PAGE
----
‘Continuum’ Turns 10


Today marks the 10th birthday to my favorite album of all time. I still remember the first time I heard Continuum, streaming it a week early on Yahoo! Music in my dorm room my junior year of college. I had never listened to a John Mayer record before, he was not remotely my style of music back then, but for some reason checked this one out on a whim and was immediately blown away by his guitar work.

I picked up the album a short while later, after being inundated by the “Waiting on the World to Change” video where he’s walking around New York, and it was one of the best purchases of my life. It ended up serving as my gateway drug into blues music, which is now one of my favorite genres, and inspired me to get into many of Mayer’s older influences, like Stevie Ray Vaughan.

Eventually, John Mayer became my favorite artist, my favorite guitarist, my favorite live musician, and Continuum did what I never thought possible – replace Jimmy Eat World’s Futures as my new No. 1 album. There’s not a moment wasted or that I would change in its 50-minute runtime. It’s impeccably sequenced, the songwriting and production immaculate, and it’s what turned Mayer into an artist to be taken seriously that was in it for the long haul. It also contains what arguably could go down as the best song Mayer will ever write, “Stop This Train.”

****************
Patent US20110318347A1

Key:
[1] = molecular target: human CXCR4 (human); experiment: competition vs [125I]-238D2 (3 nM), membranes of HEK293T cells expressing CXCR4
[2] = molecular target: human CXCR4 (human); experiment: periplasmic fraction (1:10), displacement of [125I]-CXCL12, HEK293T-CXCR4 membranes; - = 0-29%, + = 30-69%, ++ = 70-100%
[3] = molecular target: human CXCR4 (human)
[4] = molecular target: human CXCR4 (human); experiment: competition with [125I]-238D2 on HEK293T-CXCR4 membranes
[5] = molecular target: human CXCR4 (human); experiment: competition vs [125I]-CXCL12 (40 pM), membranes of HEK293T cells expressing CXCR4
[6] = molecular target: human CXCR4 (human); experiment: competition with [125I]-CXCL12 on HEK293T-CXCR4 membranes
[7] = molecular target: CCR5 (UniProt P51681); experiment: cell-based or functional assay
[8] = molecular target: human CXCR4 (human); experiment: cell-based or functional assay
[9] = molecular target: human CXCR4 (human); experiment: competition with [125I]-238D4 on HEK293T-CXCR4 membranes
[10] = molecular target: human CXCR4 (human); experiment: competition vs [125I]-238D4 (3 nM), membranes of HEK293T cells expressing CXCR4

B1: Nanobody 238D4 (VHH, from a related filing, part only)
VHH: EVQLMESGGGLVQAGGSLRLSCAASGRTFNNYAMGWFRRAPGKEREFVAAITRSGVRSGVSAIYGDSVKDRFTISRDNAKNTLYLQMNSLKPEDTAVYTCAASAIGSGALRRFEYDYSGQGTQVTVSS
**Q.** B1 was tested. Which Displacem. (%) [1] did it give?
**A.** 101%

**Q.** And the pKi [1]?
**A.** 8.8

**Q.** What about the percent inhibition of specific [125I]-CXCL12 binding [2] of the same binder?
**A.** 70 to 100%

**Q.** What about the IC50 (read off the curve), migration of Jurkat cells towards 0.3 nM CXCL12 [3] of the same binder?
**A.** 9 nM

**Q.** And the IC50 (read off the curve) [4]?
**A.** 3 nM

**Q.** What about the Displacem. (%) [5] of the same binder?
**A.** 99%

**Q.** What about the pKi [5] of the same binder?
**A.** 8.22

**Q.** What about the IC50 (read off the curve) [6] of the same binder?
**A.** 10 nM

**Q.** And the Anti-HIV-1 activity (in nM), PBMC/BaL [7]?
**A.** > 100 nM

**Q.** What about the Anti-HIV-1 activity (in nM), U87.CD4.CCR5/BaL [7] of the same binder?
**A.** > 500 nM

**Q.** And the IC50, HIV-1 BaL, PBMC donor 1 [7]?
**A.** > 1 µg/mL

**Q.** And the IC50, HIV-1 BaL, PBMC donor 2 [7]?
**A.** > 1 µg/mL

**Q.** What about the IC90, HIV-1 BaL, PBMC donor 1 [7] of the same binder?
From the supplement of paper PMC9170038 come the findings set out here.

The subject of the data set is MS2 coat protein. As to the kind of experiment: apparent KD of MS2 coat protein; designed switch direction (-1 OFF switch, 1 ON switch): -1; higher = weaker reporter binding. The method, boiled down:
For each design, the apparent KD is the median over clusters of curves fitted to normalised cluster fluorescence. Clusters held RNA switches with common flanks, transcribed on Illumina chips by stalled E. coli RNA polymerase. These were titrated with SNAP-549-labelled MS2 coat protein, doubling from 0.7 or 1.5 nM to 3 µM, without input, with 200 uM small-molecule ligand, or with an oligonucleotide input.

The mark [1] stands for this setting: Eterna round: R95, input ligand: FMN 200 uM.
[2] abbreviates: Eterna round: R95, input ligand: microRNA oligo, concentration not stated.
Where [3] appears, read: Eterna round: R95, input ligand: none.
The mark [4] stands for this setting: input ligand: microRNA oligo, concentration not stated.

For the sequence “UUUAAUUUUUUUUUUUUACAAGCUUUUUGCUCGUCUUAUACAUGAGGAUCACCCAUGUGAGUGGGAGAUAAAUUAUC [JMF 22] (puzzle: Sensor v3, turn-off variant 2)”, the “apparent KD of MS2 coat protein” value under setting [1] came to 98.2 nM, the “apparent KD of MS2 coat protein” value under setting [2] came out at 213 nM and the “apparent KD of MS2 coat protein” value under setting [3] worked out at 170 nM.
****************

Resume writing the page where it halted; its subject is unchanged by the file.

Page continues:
His lyrics, especially contained there, have never rung truer, and Continuum’s central themes of wrestling with getting older, confronting an uncertain future and heartbreak have served a repeated refuge as I transition out of my 20s and into my 30s, uncoincidentally around the age Mayer was when he wrote these songs. It’s a timeless work that continues to resonate and move each time I listen, and one I will forever be grateful for discovering on that night 10 years ago.

“I’m in repair. I’m not together but I’m getting there.”